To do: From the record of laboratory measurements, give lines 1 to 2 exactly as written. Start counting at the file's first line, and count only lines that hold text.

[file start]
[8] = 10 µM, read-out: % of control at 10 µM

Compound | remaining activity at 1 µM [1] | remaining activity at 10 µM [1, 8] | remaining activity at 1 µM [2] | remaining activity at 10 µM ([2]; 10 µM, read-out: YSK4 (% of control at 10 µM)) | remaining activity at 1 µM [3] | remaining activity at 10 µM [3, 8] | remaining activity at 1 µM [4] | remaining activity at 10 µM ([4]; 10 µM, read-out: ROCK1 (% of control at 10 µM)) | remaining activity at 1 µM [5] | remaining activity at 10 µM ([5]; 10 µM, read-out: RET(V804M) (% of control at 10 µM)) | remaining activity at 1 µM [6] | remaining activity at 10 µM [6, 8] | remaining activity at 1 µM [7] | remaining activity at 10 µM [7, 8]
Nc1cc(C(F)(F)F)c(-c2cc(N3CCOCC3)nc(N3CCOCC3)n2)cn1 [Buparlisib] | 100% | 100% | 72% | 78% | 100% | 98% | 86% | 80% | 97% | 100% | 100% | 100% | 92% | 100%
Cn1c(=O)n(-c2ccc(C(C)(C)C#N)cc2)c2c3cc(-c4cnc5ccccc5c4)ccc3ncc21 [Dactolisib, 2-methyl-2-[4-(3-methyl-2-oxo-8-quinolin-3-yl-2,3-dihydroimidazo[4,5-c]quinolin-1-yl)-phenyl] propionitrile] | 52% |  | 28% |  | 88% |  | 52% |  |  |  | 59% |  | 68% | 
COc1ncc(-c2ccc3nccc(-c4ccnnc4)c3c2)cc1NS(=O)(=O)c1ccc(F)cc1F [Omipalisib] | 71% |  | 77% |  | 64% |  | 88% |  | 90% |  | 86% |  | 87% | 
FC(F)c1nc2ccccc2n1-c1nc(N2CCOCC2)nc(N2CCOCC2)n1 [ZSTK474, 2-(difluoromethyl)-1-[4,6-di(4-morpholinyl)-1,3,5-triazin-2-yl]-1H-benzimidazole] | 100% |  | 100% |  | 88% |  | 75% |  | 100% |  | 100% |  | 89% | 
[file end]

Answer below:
[8] = 10 µM, read-out: % of control at 10 µM

Compound | remaining activity at 1 µM [1] | remaining activity at 10 µM [1, 8] | remaining activity at 1 µM [2] | remaining activity at 10 µM ([2]; 10 µM, read-out: YSK4 (% of control at 10 µM)) | remaining activity at 1 µM [3] | remaining activity at 10 µM [3, 8] | remaining activity at 1 µM [4] | remaining activity at 10 µM ([4]; 10 µM, read-out: ROCK1 (% of control at 10 µM)) | remaining activity at 1 µM [5] | remaining activity at 10 µM ([5]; 10 µM, read-out: RET(V804M) (% of control at 10 µM)) | remaining activity at 1 µM [6] | remaining activity at 10 µM [6, 8] | remaining activity at 1 µM [7] | remaining activity at 10 µM [7, 8]